Copper foil versus slugs

arcatamarcia(9)June 8, 2008

I just put raised vegetables in my backyard (way north California, on the coast) and am enjoying my first organic vegetable garden. But the slugs are eating my chard! They haven't found the lettuce yet, but I'm sure it's only time. I've researched the various barrier/bait options and have a question about maintaining a copper barrier. At $.79 per linear foot, this would be an expensive option, but I'd be willing to do it if I would get a low-maintenance solution that would last for years. My question is whether it is still effective once the copper tarnishes and once installed, how long it would last. I'd appreciate your feedback. Thanks.

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aftermidnight Zone7b B.C. Canada

I bought a roll of copper mesh from Lee valley, I've had it around the base of a Ligularia for the last 4 years and it has helped a lot, there are one or two holes in the leaves but at least it doesn't look like swiss cheese.
I'm trying the coffee ground thing around my Hostas, from what I've read slugs don't like caffine.

    Bookmark   June 9, 2008 at 6:46PM
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I just talked to somebody who said that copper did help a lot. I have used foil but I think it was not sturdy enough (bought it at Smith & Hawkins) and it did not make an ounce of a difference. After talking to this gardener I am hoping that if I ever try this again, the success rate will be worth the money.

    Bookmark   June 9, 2008 at 7:42PM
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galcho(z8 Northwest)

Copper is helping for sure. I got some old copper pipes from plumber, flatten them with hammer and made barrier around each bean plant. they are happy and i too.
DE is helping as well, but coffee grounds are not working for me. I brought from Starbucks plenty of grounds and put around cabbages. Looks like slugs enjoy them.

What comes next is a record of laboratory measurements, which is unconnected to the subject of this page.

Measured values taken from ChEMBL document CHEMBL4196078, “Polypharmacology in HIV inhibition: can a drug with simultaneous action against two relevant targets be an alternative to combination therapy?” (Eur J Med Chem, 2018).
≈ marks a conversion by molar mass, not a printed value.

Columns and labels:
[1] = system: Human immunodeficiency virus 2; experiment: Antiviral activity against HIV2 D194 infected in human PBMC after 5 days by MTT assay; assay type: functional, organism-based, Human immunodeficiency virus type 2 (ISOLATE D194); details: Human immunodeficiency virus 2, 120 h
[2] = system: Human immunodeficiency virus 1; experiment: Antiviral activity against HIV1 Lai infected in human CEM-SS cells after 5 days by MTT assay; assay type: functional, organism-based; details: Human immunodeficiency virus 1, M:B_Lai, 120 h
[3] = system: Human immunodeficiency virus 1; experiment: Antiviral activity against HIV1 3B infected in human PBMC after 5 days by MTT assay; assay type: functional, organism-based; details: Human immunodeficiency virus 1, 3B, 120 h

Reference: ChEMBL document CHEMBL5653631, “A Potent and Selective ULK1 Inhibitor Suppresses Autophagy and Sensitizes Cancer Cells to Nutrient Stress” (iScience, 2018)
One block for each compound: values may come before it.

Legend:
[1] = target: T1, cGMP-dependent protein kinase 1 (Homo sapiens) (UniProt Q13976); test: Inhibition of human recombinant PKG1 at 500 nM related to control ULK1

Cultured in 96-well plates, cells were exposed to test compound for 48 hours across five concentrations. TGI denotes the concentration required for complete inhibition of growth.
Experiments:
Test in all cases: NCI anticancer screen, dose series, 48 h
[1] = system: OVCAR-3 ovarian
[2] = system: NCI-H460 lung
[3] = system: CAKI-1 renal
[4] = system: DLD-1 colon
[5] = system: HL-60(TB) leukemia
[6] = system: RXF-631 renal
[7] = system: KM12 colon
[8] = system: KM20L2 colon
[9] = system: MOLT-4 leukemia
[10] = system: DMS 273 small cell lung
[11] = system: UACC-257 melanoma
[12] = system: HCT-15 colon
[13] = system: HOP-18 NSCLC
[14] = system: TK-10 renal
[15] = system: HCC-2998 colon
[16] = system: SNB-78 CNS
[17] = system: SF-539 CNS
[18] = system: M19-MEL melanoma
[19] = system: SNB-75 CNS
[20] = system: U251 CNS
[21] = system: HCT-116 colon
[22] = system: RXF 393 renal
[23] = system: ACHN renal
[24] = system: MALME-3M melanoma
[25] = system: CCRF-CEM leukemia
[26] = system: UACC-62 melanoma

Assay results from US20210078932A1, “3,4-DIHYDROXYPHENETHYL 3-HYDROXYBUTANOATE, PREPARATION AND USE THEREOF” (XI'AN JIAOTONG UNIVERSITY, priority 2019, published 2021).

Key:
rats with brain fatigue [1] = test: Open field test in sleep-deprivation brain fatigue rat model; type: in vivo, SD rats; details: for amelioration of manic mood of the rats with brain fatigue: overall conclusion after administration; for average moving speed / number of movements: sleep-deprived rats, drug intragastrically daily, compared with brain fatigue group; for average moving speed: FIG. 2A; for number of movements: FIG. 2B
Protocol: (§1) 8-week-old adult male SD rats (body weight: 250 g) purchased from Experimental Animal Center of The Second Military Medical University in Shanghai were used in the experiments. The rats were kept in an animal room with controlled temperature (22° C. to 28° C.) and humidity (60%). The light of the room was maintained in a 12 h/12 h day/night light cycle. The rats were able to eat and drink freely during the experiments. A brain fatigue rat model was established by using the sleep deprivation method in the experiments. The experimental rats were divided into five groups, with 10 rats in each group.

I have sprayed my lettice with garlic & hot pepper spray to get rid of tiny slugs. Will see if it helps.

    Bookmark   June 9, 2008 at 10:58PM
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I bought copper roll some time ago.Can someone please let me know how do you place it? I put it once around few plants and the little slugs got to my plants despite it? Maybe they were already there? I would imagine it would go easily around a pot, but if I have lettuce scattered all around other plants so the slugs wont find it how do you apply it ? to individual plants all around the garden? or what? I can cut to size but I am not using it as yet? Any suggestions please and thanks..

    Bookmark   June 9, 2008 at 11:12PM
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lemonbird(z8 WA)

Okay, this may not be as popular an answer, (and the doing it once and leaving sounds better), but you might want to consider Escar-go from Gardens Alive for your really tough slug problem. I had a TERRIBLE time when I first moved here, and this is a product I can easily endorse. Read about it on their website, but I think most organic gardeners would be comfortable using it. Very safe around pets and kids, easy to apply. Be interested what you think of it.

    Bookmark   June 24, 2008 at 12:34PM
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You can also just put a ring of pennies around the plant.

    Bookmark   June 25, 2008 at 3:50PM
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I'm glad you mentioned pennies because I tried it. I filled a plant saucer with pennies and dropped a slug in it. It just wandered around in there for awhile, then left. No sizzle, nuthin'! Anyway, I gave up on that idea but it seems like it should work as well as a copper strip.

    Bookmark   June 26, 2008 at 1:15AM
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The copper won't kill the slugs. The mild electric shock they get is meant to be a deterrent. Your slug would of course hightail it off the copper as fast as a slug can go! LOL!

The idea is that a slug would not choose to CROSS a copper barrier.

    Bookmark   June 26, 2008 at 3:46PM
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I bought the copper mesh from Lee Valley (it comes like a rolled up sock) and cut into two pieces so it would cover more. Either it doesn't work very well or I must have some of the toughest slugs around because today there is one just happily sitting on the mesh and is far from "hightailing it". Maybe by cutting it I reduced the effectiveness? So I might try the copper tape next and, failing that, go barbaric and use slug bait. They've already destroyed my marigolds and are now after my gerber daisies. When's summer? ;)

    Bookmark   July 4, 2008 at 1:20PM
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arbo_retum(z5 ,WinchstrMA)

3 yrs ago i made 100s of hosta rings from rolled coils of aluminum? sheeting. I cut strips of copper foil and crimped it around the upper half of each ring. i placed these around my hostas, copper up to deter the slugs crawling over.